Taipei Basin Strong Motion Downhole Array

In 1990, Institute of Earth Sciences (IES) in the Academia Sinica was contracted by the Central Geological Survey (CGS) in the Ministry of Economic Affairs to execute a project entitled “An Integrated Survey of Subsurface Geology and Engineering Environment of the Taipei Basin.”  In order to provide basic ground motion data to measure the response of the soft soil deposits  at the Taipei Metropolitan Area (TMA), it was decided to establish Taipei Basin Downhole Seismic Network (TBDSN) in this project. The plan is to select about ten downhole sites in the TMA to install downhole accelerometers from surface down to different depths. In the initial phase, four borehole sites were chosen because of accessibility and of variation in subsurface structure. The borehole was drilled at the Wuku Sewage Disposal Plant (WK) and at the Panchiao Water Conservancy Bureau (BS) in 1993, at the Panchiao Vocational Advisory Committee for Retired Servicemen (TF) in 1994, and at the Luchou water pump station (LC) in 1995. All are located in the western parts of the TMA.

The initial phase of the downhole observations in TMA was finished in June 1996. In order to continue providing basic ground motion data to evaluate site response effects in this area, the CGS decided to initiate the second phase of the program in the TMA to continue monitoring earthquakes.The new boreholes are placed at six different sites on the eastern side of TMA. They are at the Chongshin Bridge (HS) in the Sanchong City, at the Songshan Tabacco Plant (SS) in the Xinyi district, at the Minquan Park (MP) in the Songshan district, at the National Taipei Univ. of Science and Technology (TU) in the Daan district, at Bailin Park (BL) in the Shilin district and at Renai Park of Yengho City (YH). The downhole arrays at HS, SS and MP were completed in 1996, 1997 and 1999, respectively. The procedures of installation and hardware of borehole accelerometer are the same as the initial phase. The sensor at the bottom of the boreholes of SS and MP is below the bedrock interface. It should be noted that accelerometers were not installed at three drilled borehole sites of TU, BL and YH. The downhole network operated quite reliably until late 1998, when Taipei’s rapid transit Metro system was constructed and flood damage reduction improvements were carried out by the Panchiao and Lochou Water Resources Agencies, Taipei County Government. Four sites of the boreholes (BS, LC, HS and SS) were removed because of their locations in construction areas.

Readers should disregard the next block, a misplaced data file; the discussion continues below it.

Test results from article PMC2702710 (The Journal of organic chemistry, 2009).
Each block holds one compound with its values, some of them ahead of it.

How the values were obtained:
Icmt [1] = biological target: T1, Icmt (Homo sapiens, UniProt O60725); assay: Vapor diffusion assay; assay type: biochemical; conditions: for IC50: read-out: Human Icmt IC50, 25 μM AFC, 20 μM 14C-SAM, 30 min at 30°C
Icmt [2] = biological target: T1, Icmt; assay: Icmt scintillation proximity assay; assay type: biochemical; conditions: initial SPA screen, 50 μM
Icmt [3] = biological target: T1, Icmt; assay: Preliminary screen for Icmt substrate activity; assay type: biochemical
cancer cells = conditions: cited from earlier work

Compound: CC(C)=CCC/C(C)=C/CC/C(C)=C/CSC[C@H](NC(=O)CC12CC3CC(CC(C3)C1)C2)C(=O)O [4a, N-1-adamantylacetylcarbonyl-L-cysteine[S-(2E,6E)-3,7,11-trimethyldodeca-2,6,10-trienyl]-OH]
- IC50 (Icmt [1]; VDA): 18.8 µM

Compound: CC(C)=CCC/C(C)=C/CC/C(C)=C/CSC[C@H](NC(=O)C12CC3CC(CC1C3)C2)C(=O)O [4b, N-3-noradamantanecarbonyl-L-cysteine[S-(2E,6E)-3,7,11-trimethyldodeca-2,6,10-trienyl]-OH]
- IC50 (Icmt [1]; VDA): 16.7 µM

In February 2002, the CGS concluded an agreement with IES to move six downhole stations to IES. This includes three existing stations (WK, TF, MP) as well as the three drill sites (TU, BL, YH). To ensure continuity in monitoring seismic events in the TMA, IES contribution to the three drilling sites new instruments. Hardware installation procedures were the same as prior downhole arrays and completed in June 2003. The sensor at the bottom of the boreholes of BL and YH is below the bedrock interface.

In 2005, a new projects entitled Strong Motions, Active Faults, and Earthquakes in the Taipei Metropolitan Area” (SAFE-Taipei) was initiated Academia Sinica. This project planned to add two boreholes as part of downhole seismic array to improve the ability for detecting earthquakes as well as for monitoring region seismic activity at the magnitude 3+ levels induced by faults nearby the TMA. Two additional accelerometer boreholes are at the Research Center for Environmental Changes hosted by IES (ES) and at 228 Park of Sanchong district (SC) were also constructed.

The strong-motion downhole array is a local network distributing TMA. The array is designed to improve resolution for monitoring seismicity at the target fault in the TMA and to provide high quality data for research projects in local, regional and teleseismic seismology. Since 2007 this array has grown from the original 4 boreholes installed in 1993-1995 to 8 boreholes. At present the TMA itself has relatively low seismic activity; however, it does provide IES with an observation tool to serve as a guide for future station installations in the Taiwan area.